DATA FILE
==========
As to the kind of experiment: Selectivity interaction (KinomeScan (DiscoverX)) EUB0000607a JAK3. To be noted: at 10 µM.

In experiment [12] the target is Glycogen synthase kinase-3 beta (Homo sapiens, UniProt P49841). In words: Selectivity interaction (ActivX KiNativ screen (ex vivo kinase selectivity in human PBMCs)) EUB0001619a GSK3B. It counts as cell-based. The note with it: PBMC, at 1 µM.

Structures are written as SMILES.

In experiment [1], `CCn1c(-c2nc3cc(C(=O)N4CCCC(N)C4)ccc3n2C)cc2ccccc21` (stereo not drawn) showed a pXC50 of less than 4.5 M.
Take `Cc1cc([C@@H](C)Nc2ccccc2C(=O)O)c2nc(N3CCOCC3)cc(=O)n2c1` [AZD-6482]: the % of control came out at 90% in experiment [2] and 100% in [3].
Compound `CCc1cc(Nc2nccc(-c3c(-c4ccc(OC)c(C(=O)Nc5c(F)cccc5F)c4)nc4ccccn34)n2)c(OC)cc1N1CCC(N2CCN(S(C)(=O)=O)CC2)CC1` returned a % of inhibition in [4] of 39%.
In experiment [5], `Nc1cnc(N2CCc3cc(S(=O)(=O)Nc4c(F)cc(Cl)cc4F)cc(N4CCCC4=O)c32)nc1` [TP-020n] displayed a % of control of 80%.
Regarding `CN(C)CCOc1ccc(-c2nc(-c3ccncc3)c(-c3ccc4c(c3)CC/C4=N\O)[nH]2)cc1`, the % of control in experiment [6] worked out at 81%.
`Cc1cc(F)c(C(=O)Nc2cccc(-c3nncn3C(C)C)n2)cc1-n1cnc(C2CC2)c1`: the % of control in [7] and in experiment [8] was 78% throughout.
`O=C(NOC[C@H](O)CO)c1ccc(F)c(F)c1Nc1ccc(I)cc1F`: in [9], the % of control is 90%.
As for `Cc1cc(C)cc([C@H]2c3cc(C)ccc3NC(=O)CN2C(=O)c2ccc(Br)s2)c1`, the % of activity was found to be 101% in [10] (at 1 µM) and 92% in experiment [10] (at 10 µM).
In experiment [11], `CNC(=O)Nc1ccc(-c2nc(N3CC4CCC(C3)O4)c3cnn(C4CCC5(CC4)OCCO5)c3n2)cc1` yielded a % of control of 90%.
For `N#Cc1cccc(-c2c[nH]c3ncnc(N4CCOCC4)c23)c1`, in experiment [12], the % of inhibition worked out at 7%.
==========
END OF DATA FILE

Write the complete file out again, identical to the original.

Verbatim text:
As to the kind of experiment: Selectivity interaction (KinomeScan (DiscoverX)) EUB0000607a JAK3. To be noted: at 10 µM.

In experiment [12] the target is Glycogen synthase kinase-3 beta (Homo sapiens, UniProt P49841). In words: Selectivity interaction (ActivX KiNativ screen (ex vivo kinase selectivity in human PBMCs)) EUB0001619a GSK3B. It counts as cell-based. The note with it: PBMC, at 1 µM.

Structures are written as SMILES.

In experiment [1], `CCn1c(-c2nc3cc(C(=O)N4CCCC(N)C4)ccc3n2C)cc2ccccc21` (stereo not drawn) showed a pXC50 of less than 4.5 M.
Take `Cc1cc([C@@H](C)Nc2ccccc2C(=O)O)c2nc(N3CCOCC3)cc(=O)n2c1` [AZD-6482]: the % of control came out at 90% in experiment [2] and 100% in [3].
Compound `CCc1cc(Nc2nccc(-c3c(-c4ccc(OC)c(C(=O)Nc5c(F)cccc5F)c4)nc4ccccn34)n2)c(OC)cc1N1CCC(N2CCN(S(C)(=O)=O)CC2)CC1` returned a % of inhibition in [4] of 39%.
In experiment [5], `Nc1cnc(N2CCc3cc(S(=O)(=O)Nc4c(F)cc(Cl)cc4F)cc(N4CCCC4=O)c32)nc1` [TP-020n] displayed a % of control of 80%.
Regarding `CN(C)CCOc1ccc(-c2nc(-c3ccncc3)c(-c3ccc4c(c3)CC/C4=N\O)[nH]2)cc1`, the % of control in experiment [6] worked out at 81%.
`Cc1cc(F)c(C(=O)Nc2cccc(-c3nncn3C(C)C)n2)cc1-n1cnc(C2CC2)c1`: the % of control in [7] and in experiment [8] was 78% throughout.
`O=C(NOC[C@H](O)CO)c1ccc(F)c(F)c1Nc1ccc(I)cc1F`: in [9], the % of control is 90%.
As for `Cc1cc(C)cc([C@H]2c3cc(C)ccc3NC(=O)CN2C(=O)c2ccc(Br)s2)c1`, the % of activity was found to be 101% in [10] (at 1 µM) and 92% in experiment [10] (at 10 µM).
In experiment [11], `CNC(=O)Nc1ccc(-c2nc(N3CC4CCC(C3)O4)c3cnn(C4CCC5(CC4)OCCO5)c3n2)cc1` yielded a % of control of 90%.
For `N#Cc1cccc(-c2c[nH]c3ncnc(N4CCOCC4)c23)c1`, in experiment [12], the % of inhibition worked out at 7%.